Tablet Original Fiction: Sent on a gruesome errand, a young man comes undone
Rather that’s all of it I was aware of, until he rattled his way into my apartment (must’ve copied my key), sat down on the futon all fevered pale and skeletal. A tremor at his mouth. Rashy apple straining prominent at throat. This was Friday, middle of Friday.
The problem—but the least immediate of his problems—was the presence of my roomies. To Sruly they were just—how do you say “homos,” or worse, the worst, in Yiddish? Feygetz?
Sruly said, “I wish you spoke at least a bisel Yiddish.”
His lenses were greasy, the nosepiece, the earpieces, smeared with a preservative or something exuded, some unctuous crust of wax or thickened hardened sebum. He smelled of menthol, pesachovka, gas. His suit like the uniform issued by whatever city agency was tasked with promoting stains. His shirt still bleachy in patches, but the rest the color of the dead leaf hankying a pocket.
The Jeffs might as well have been naked. They sat on the floor, barelegged in short shorts, arms and chests venous pumped in clinging beaters, playing their WWII sniper game until the heaviness—Sruly so light and spiny, but also so fashionwise and existentially heavy—weighed, caused them to pause their progress and go to their room, shut the door, lock, which was when he said, “I’ll tell you the difference between Israel and the Arabs.”
Apparently Israel—the state, the country, not the biblical or just poetic conceptions—maintained this special squad, “not police, not military, not the paramedics either, just special,” Sruly said, though when I asked, he couldn’t recall what they were called, he couldn’t even tell me whether it was a unit you volunteered for or were assigned.
Anyway, whenever there was terrorism—“a suicidebombing,” a term I’ve always understood as pertaining to both the suicide of the bomber, and the suicide of the victims through the politics that provoked the incident that the victims themselves voted into place—anyway, whenever there was a bombing, they were there.
Not immediately. Their work didn’t deal in immediacy.
Only after the medics had rushed in and saved lives, only after they’d administered emergency care like cannulating the hemorrhages and performing tourniquet triage, after they’d picked up the larger chunks still discernible as human, the hunky arms and legs elevated reaches beyond the longest strongest limb of any species but still salvageable for reattachment, the gutparts that might be sewn back in too with just a bit of expert plumbing and electrical advice—“after they’d evacuated all the big things and had sucked like how a vacuum sucks up all the blood,” but before the military or police had finished checking that no strange second van was rigged to blow, before the scene had finally been cleared for the press—“it’s a miracle they come in like this and never once they’ve been caught in a second explosion”—only then did this unit go to work.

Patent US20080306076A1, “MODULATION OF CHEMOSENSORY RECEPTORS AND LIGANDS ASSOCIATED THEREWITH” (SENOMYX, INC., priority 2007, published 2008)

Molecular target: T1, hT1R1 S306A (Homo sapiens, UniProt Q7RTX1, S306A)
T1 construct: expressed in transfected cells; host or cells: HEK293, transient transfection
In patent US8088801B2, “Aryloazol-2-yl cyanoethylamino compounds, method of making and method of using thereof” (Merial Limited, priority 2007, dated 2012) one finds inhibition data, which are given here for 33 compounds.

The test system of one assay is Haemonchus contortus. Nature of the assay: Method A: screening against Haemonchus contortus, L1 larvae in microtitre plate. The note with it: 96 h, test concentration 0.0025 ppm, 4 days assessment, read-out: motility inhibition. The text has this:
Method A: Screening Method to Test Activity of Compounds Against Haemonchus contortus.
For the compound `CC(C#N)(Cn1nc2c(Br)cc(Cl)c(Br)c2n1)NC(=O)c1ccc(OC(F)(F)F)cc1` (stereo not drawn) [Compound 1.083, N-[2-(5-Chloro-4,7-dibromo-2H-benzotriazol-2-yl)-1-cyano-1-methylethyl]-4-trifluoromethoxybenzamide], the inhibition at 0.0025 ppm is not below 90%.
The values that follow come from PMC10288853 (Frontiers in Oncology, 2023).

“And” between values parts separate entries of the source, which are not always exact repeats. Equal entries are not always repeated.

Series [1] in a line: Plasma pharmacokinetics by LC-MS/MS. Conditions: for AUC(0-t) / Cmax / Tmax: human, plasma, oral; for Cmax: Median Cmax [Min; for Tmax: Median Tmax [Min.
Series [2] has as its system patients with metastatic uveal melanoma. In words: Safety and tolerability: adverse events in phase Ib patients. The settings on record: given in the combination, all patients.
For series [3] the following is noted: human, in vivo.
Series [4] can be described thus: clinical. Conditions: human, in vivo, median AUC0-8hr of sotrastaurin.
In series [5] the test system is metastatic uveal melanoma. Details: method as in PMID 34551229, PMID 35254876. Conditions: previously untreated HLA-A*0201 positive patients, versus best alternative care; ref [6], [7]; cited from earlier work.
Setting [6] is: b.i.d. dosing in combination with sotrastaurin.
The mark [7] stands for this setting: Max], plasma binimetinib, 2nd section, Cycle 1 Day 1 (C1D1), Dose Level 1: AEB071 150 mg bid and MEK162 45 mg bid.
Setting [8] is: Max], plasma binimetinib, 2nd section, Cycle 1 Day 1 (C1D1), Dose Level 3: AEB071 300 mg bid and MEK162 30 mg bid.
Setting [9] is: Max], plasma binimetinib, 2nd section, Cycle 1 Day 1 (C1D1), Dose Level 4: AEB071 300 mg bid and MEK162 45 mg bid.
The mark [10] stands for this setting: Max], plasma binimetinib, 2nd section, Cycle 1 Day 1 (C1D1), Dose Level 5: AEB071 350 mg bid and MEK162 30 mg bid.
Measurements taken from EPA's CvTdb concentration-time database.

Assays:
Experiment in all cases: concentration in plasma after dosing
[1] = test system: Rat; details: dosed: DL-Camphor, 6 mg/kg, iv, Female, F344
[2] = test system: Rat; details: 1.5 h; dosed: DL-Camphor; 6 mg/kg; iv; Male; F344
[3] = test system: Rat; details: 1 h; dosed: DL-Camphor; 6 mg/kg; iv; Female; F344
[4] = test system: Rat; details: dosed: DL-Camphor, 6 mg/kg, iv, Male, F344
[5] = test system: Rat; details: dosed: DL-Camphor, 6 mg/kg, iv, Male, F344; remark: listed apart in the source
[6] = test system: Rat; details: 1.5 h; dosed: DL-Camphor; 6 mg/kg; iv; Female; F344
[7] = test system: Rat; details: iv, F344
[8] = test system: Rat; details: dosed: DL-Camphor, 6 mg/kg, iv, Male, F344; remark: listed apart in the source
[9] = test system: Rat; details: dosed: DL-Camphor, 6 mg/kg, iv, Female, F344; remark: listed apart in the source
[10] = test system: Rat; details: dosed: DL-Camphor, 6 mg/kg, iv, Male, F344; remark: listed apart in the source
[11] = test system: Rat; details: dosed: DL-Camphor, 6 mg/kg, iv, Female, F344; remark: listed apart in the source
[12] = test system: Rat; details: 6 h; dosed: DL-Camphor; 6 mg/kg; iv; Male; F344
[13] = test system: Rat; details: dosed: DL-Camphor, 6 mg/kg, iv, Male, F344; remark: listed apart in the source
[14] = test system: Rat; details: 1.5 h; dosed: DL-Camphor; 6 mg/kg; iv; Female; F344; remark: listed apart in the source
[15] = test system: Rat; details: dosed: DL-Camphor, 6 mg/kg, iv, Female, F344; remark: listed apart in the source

They searched. Archaeologists in full bodyarmor.
“They got on their knees and ladders” and with razors and whisks and gnarly old girlfriend’s toothbrushes, hairbrushes and combs—no crazier than what Sruly mentioned: totally classified, totally proprietary, Semitically engineered genetically sensitive technologies—scraped up all the scraps, every last shred of every body.
Even the smallest frag of thumbnail (Sruly demonstrated his thumb, touched it a breath away from forefinger), even the tiniest gnaw of nail or inconsequentially loosened tooth—“the hair from the upsherin,” “the orlah from the bris”—was gathered up, bagged and tagged for proper burial. There were prayers for each, not prayers but mysterium, sackcloth keens and lamentations. To Jews, it seems, each and every phalange is holy. Every chip of bone is sacred “to us”—Sruly said “to us”—and so must be covered over as repentance.